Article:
In summary, while nobody sank the ship, in general the women were more electrifying.

    Now, the musical aspects.

    Orchestra - extremely impressive. It followed commands perfectly, and delivered exactly what the conductor asked for. Volume modulation was impeccable: never overwhelming the singers, but delivering resonance and fullness when needed. Transitions were smooth and the harmony of sections was precise. One understands why this orchestra was selected to perform for the National Public Radio twice a year.

    Chorus - very good, no complaints.

    Conducting - one of the highlights of the evening. Maestro Meena was superlative. His tempi were lively, a bit on the fast side in pieces like the overture and the dances - as they should be, in my opinion. He kept things moving nicely. But then, the lyrical moments were very delicate. He took good care of the singers, providing always the right volume and never allowing anybody to be rushed, never lagging behind. All of this was very good, but the best part is that he was able to find the right dose of romanticism in this score, never getting cloying.

    Since I was very close to him, observing his command of his forces was very entertaining. Sometimes Mr. Meena would look incisively at a section of his orchestra and would vibrate his left hand insistently, like he was saying "come on, come on, come on, engage more!" and woop, the sound with thicken up and become more vibrant.


    Martha Bartz provided a very competent Larina. She was sure of herself and had good volume and projection.

    Victoria Livengood was phenomenal! This veteran singer not only has a sensational stage presence as described above, but also has a booming voice that doesn't show signs of wear and tear beyond the age-appropriate stage. She is a mature lady, singing the role of a mature lady, and oh boy, she is good!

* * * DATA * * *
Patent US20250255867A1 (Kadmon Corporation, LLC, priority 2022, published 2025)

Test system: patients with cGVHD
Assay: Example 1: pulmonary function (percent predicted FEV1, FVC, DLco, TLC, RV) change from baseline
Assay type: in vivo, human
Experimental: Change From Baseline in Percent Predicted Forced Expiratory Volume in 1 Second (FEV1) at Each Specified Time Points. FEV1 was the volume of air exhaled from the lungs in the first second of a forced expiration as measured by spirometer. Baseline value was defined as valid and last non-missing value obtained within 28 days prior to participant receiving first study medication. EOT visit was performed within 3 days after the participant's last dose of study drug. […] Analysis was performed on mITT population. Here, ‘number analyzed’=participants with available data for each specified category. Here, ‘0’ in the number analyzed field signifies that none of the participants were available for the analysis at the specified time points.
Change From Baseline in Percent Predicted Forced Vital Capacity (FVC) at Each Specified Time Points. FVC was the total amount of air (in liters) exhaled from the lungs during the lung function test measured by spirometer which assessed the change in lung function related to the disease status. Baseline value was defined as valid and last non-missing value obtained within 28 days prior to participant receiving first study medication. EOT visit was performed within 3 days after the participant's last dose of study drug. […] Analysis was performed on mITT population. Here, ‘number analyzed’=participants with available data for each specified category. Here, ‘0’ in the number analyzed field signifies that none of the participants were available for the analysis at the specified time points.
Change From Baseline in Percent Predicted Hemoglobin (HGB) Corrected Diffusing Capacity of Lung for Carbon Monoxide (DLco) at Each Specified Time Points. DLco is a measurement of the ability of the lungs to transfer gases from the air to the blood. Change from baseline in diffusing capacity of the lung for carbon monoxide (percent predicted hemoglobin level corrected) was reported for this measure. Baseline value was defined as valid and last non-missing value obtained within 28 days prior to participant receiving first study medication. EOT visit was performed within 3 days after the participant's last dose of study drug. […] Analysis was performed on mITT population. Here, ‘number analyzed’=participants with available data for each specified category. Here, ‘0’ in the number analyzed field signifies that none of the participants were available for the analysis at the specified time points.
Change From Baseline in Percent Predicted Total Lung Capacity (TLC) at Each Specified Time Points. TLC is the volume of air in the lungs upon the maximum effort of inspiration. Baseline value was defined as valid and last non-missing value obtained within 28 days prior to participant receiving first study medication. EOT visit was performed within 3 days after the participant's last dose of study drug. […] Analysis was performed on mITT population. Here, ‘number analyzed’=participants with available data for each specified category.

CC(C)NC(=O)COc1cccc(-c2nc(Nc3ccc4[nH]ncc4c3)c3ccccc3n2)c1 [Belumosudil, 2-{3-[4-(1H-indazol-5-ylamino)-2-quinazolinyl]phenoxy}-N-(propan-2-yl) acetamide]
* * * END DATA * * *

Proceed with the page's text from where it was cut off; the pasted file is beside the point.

Dina Kuznetsova was a bit uneven in the first act, and seemed to need a little time to warm up. By the middle of the Letter Scene, however, she blossomed - I remember what she said in her interview, that one feels pumped up after the Letter Scene. She finished the scene in grand style and earned a very long ovation with shouts of Brava! From that point on, she sustained a high level of quality throughout the opera, and was especially touching in the last scene.

    Dawn Pierce was delightful. Her voice is warm and velvety and she has very good technique with flawless pitch control and breathing, in spite of the fact that she was the most physically active character on stage, running up and down and behaving like a bundle of energy.

    Yeghishe Manucharyan's tenor voice is very beautiful in timbre and he knows how to use it well. His Lensky Aria was heartfelt, and one of the best moments of the evening, also drawing a prolonged ovation. His voice is light and lyrical; one wonders if he's not better suited for the Bel Canto repertoire.

    Vasily Ladyuk did not seem to connect with the public as much as his peers, and drew subdued applause during the opera. However his vocal performance improved as the show went on, and he was particularly strong in his singing in the very last scene, down to the very well delivered last line, Pozor!... Toska!... O zhalki zhrebi moi!.